The action in Roulette occurs in the original Bond timeline some time between Moonraker and Diamonds Are Forever. It is a Cold War spy thriller set in 1950s Canada. Further details will be forthcoming as we approach publication.

Splitters

[reprinted from Great Jones Street, Winter 2017]

Dutch city wants to grow cannabis in a cooperative

Dylan knows the creatures are back. He senses them in the electrical hum following Cassandra’s voicemail. Cassandra called to wish Dylan a Happy Birthday and to break up with him. She is leaving on the last ferry to Port Angeles. This lends the electrical hum a sinister tone. The creatures inhabit such places: vacant lots and buildings, awkward pauses in conversation, the dead weeks between seasons – places where things (weather, friendships, hearts) break. That’s why Dylan calls them Splitters.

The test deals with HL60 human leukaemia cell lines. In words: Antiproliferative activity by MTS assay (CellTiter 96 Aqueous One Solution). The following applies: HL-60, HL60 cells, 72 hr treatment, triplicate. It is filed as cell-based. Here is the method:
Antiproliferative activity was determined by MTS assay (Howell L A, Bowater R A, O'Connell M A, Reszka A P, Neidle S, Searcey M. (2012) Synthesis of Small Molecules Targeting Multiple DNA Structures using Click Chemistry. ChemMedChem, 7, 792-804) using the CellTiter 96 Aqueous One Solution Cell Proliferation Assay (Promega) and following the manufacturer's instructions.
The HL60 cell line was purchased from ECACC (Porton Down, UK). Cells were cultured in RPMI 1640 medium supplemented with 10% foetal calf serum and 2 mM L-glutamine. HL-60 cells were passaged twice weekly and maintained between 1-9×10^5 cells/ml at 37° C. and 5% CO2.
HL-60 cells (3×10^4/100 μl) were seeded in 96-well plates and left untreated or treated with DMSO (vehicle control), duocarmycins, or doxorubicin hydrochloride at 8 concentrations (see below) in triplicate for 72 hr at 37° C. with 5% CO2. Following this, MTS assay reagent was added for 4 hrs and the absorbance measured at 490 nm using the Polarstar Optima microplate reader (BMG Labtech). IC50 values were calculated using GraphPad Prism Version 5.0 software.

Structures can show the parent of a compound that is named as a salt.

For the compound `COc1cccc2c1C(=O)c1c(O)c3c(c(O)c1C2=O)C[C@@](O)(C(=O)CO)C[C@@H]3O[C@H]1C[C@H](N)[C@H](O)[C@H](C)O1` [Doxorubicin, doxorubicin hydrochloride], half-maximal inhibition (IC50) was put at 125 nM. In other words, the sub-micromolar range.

The creatures have been nesting on Wren Island ever since Dylan quit school to deal dope full time. And on Wren Island business is good. But Dylan must sell his final few bags before the last ferry leaves and the schedules change and the ferry starts coming once every two days as opposed to every three hours. Like the Island itself, Dylan earns his yearly keep in a frantic eighteen-week scramble between spring and summer, after which Wren Island reverts to being a sleepy rock in the Pacific. Timing is everything. Everyone knows that. Including the Splitters.

Cursing, Dylan slams down the receiver, jams a half-dozen baggies of weed into his jacket and begins his mad sprint for the harbor.

Happy birthday Dylan. The Splitters have come for you.

*

rain

Dylan first met the Splitters in high school. His guidance counselor was explaining that school “was not an appropriate setting” for Dylan. Dylan remembers the shadowed calm of Mr. Sutton’s office with its battered sofa and framed Beatles poster on the wall above the desk. John Lennon’s image undulated in the shadows of rain crawling down the window outside as Sutton read aloud the details of the discharge paperwork. Dylan barely heard him. Truth be told, he was a little stoned.